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3

For a two-factor option pricing model with underlying variables $S$ and $r$ defined as above, if we assume there is no correlation between the two Wiener processes $W_1$ and $W_2$, one finds the generalized Black-Scholes PDE \begin{align} V_t+\frac{1}{2}\sigma^2V_{SS}+r\,S\,V_S-r\,V+\frac{1}{2}\Sigma\,^2\,V_{rr}+\kappa(\theta-r)V_r=0 \end{align} This ...


4

Mean reversion speed $\kappa$ is better interpreted with the concept of half-life, which can be calculated from $\text{HL} = \ln(2) / \kappa$. For example, if the mean reversion coefficient is $\kappa = 1.5$, then the half-life of the process is $\ln(2) / 1.5 = 0.46209812$ years, or about 6 months. Let's assume that the current interest rate is 1% and the ...


3

In the Mean-Reverting Models like C.I.R \begin{align} &dr_t=\kappa(\theta-r_t)dt+\sigma\sqrt {r_t} dW_t \end{align} speed of mean reversion ($\kappa$) is not negative.If the condition $2\kappa\theta> \sigma^2$ holds, then the drift is sufficiently large for the process to be guaranteed positive and not reach zero. This condition is known as the Feller ...


1

The quarterly compound rate: \begin{align*} \Big(1+\frac{0.095}{4}\Big)^4 - 1= 9.84\,\%. \end{align*}


6

You know that the Ho-Lee model is represented by the stochastic differential equations \begin{align} dr_t=\lambda_t\,dt+\sigma\,dW_t \end{align} In order to Implementation our binomial tree, we use the Euler discretization. \begin{align} r_t=r_{t-\Delta t}+\lambda_{t-\Delta t}\,\Delta t+\sigma\,\sqrt {\Delta t} \,Z \end{align} where $Z$ is a standard normal ...


3

You can calibrate the model by discretizing in time, and using a forward induction method as originally proposed by Jamishidian in 1991: F.Jamshidian, Forward Induction and Construction of Yield Curve Diffusion Models, J.Fixed Income 6, 62-74 (1991). Although he formulated this induction in the language of the binomial tree, the method is more general, and ...


1

The first principle component of interest rates will not help you capture the term structure better at all. It will basically remove all term structure affects you are going to see. When we decompose the returns on interest rates you are going to get 3 PC's which explain 99.9% of the variance. PC1 - Level of the interest rates (~90% of variance) PC2 - ...


1

In a case like this, where the settlement date is in the middle of the coupon period, it is not right to use PV = -110 (minus the purchase price) in Step 3. Instead you should increase the purchase price by the accrued interest, which is a fraction of the coupon based on how far the settlement date is within the current coupon period. (So for ex if you are ...


2

You wrote Given this, what does the value of 1M LIBOR curve at 1Y point represent? It is a real number X such that: The following deal can be agreed today in the swap market: You will pay me the amount X (fixed in advance) one year from now, and in return I agree to pay you one year from now the amount Y equal to the 1 Month Libor Rate published at that ...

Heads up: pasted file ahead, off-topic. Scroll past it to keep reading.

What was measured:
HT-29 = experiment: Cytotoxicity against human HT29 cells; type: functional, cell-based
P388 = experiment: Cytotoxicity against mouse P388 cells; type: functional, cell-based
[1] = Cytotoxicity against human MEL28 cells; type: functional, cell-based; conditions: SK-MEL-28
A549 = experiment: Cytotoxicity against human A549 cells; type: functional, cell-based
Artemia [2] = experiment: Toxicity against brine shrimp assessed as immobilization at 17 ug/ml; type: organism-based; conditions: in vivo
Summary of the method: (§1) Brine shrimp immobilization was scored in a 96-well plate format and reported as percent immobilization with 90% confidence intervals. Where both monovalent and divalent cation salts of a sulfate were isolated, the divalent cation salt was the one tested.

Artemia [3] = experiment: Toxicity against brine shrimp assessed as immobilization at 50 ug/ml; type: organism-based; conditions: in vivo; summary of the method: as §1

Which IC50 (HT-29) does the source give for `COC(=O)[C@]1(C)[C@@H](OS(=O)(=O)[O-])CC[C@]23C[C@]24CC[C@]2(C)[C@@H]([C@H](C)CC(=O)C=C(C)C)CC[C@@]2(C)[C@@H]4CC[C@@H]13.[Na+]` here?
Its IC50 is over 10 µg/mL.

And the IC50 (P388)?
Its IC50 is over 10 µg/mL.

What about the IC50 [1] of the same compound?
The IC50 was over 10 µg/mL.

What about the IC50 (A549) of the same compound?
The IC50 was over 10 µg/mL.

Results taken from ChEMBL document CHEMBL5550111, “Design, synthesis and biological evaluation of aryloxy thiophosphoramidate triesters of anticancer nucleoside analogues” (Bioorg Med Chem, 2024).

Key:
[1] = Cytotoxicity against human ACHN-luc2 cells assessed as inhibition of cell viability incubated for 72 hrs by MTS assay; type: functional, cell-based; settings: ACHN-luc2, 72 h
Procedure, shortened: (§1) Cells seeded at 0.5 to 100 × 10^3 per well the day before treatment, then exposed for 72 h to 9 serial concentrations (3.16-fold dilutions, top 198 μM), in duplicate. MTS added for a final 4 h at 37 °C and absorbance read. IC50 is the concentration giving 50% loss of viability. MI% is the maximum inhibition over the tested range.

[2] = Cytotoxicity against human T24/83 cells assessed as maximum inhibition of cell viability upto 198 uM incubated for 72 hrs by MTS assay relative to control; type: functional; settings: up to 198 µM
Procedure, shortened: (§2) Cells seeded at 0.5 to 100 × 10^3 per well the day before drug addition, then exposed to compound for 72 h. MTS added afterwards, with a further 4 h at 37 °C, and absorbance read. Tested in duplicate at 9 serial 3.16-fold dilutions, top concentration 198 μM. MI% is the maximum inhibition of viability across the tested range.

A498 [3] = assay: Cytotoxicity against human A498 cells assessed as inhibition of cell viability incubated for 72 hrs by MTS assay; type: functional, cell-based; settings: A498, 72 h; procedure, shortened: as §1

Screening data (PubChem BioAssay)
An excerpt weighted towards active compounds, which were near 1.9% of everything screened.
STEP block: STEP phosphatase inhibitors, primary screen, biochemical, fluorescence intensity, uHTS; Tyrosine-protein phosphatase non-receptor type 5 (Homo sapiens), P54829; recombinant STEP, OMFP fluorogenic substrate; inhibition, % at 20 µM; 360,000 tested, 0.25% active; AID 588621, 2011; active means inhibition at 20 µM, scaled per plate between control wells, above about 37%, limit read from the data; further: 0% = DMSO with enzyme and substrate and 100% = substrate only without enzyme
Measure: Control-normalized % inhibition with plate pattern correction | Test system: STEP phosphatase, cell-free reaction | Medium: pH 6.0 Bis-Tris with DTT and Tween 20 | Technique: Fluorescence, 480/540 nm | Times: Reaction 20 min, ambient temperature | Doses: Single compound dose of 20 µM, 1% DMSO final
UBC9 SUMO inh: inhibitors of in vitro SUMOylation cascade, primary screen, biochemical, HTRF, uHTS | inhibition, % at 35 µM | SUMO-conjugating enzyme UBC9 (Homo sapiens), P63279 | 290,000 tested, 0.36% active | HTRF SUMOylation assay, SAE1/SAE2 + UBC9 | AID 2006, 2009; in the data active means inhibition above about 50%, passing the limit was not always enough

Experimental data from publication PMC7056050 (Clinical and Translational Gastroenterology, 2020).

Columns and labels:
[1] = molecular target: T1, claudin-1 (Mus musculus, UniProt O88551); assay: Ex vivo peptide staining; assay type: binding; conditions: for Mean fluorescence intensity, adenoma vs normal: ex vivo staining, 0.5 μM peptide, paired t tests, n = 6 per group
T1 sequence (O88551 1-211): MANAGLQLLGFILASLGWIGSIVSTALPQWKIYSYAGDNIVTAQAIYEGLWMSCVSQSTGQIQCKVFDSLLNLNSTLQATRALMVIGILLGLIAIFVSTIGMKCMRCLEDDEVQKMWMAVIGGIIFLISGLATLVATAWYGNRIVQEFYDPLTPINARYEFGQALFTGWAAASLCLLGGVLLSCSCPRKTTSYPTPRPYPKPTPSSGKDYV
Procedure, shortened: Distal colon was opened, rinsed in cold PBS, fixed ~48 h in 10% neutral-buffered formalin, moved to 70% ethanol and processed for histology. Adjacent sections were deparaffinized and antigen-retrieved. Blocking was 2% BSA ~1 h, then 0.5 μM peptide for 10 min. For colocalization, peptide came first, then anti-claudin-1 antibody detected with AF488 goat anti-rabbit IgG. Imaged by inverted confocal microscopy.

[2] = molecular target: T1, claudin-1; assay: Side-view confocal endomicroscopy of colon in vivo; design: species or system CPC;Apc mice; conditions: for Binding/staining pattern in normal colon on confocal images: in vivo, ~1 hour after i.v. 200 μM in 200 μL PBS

1

I just want to mention that it's highly prevalent to apply PCA to rate levels in rich/cheap analyses. Personally I prefer that... There's an old MS publication that discusses this very topic and the recommendation is to use level PCA for rich/cheap, and to use change PCA for risk management. There's a really good Salomon paper (Principles of Principal ...


1

The literature on cointegration in large datasets or panels is really the only place where I've seen this sort of issue discussed. Breitung and Pesaran, among other places, talks about it. I would recommend applying the PCA to the rate changes (perhaps with some kind of zero lower bound adjustment). Then, take the cumulative sum of each of the factors. ...


0

We assume that the short interest rate $r_t$ follows the Hull-White model, that is, the short rate $r$ and the stock price $S$ satisfies a system of SDEs of the form \begin{align*} dr_t &= \lambda(\theta_t -r_t)dt + \sigma_0 dW_t,\\ dS_t &= S_t\Big[r_t dt + \sigma \Big(\rho dW_t + \sqrt{1-\rho^2} dB_t\Big)\Big], \end{align*} where $\lambda$, ...


4

Libor includes risk. It is riskier to make a 6m loan than two 3m loan. So the 6m Libor curve is not the same as the 3m one. Ther difference is the basis spread. When using a short rate model, you are modelling one curve. As a first approximation, you can deduce the other curves by adding a deterministic basis spread.


0

You can start with a deterministic basis spread. There are several attempts to model the basis spread both modeling the spreads separately with positive stochastic processes and by modelling the different indexes. You are right: if you model the indices they could cross and it is hard to enforce abscence of twists. Probably every paper on this subject ...


6

I guess it depends on what they're referring to... The traditional swap curve (LIBOR-based) is certainly not risk free, as evidenced by the experience of the financial crisis and the resulting migration to OIS discounting. The OIS curve (which is a kind of swap curve...) is now the standard risk-free curve. The Treasury yield curve is not favored, because ...


6

It is a very interesting question. There is a brief explanation in the book Martingale methods in financial modelling. Basically, it says that, the interest short rate $r_t$ can be modeled in any martingale measure $Q$, however, as long as the zero-coupon bond price $P(t, T)$ is defined by \begin{align*} P(t, T) = E^{Q}\Big(e^{-\int_t^T r_s ds} \mid ...



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